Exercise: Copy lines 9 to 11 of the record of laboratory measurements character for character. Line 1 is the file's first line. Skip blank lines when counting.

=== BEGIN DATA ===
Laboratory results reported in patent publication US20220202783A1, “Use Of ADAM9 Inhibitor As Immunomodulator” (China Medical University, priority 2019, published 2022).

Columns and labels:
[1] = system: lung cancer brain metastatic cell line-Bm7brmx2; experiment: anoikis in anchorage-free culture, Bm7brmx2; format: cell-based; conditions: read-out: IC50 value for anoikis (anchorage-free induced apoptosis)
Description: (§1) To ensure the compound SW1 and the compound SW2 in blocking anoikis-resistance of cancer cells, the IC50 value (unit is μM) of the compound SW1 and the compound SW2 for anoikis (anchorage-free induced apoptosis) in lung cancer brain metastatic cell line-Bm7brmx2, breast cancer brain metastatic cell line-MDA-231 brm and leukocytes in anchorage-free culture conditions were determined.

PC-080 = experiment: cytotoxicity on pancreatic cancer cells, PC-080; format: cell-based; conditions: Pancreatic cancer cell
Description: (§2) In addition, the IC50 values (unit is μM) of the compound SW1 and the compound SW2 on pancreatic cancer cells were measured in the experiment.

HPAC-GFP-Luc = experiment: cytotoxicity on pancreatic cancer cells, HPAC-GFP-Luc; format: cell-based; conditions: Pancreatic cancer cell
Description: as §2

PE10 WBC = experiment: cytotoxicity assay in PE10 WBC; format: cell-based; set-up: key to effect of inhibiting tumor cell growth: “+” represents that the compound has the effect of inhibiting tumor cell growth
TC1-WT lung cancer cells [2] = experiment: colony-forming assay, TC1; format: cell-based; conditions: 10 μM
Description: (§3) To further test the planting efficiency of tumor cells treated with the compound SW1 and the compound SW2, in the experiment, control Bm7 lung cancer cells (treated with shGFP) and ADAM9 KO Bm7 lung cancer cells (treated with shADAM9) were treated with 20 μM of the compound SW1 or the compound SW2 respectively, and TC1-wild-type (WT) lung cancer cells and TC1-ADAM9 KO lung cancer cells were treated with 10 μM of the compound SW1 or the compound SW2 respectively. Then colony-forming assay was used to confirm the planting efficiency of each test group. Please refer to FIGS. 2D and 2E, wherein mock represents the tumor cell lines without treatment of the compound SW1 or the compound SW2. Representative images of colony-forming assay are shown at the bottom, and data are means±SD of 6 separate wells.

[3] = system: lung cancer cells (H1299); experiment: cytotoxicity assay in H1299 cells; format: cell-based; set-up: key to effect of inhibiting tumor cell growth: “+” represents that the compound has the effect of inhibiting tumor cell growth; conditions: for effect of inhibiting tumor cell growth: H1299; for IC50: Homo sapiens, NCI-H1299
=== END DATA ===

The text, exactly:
PE10 WBC = experiment: cytotoxicity assay in PE10 WBC; format: cell-based; set-up: key to effect of inhibiting tumor cell growth: “+” represents that the compound has the effect of inhibiting tumor cell growth
TC1-WT lung cancer cells [2] = experiment: colony-forming assay, TC1; format: cell-based; conditions: 10 μM
Description: (§3) To further test the planting efficiency of tumor cells treated with the compound SW1 and the compound SW2, in the experiment, control Bm7 lung cancer cells (treated with shGFP) and ADAM9 KO Bm7 lung cancer cells (treated with shADAM9) were treated with 20 μM of the compound SW1 or the compound SW2 respectively, and TC1-wild-type (WT) lung cancer cells and TC1-ADAM9 KO lung cancer cells were treated with 10 μM of the compound SW1 or the compound SW2 respectively. Then colony-forming assay was used to confirm the planting efficiency of each test group. Please refer to FIGS. 2D and 2E, wherein mock represents the tumor cell lines without treatment of the compound SW1 or the compound SW2. Representative images of colony-forming assay are shown at the bottom, and data are means±SD of 6 separate wells.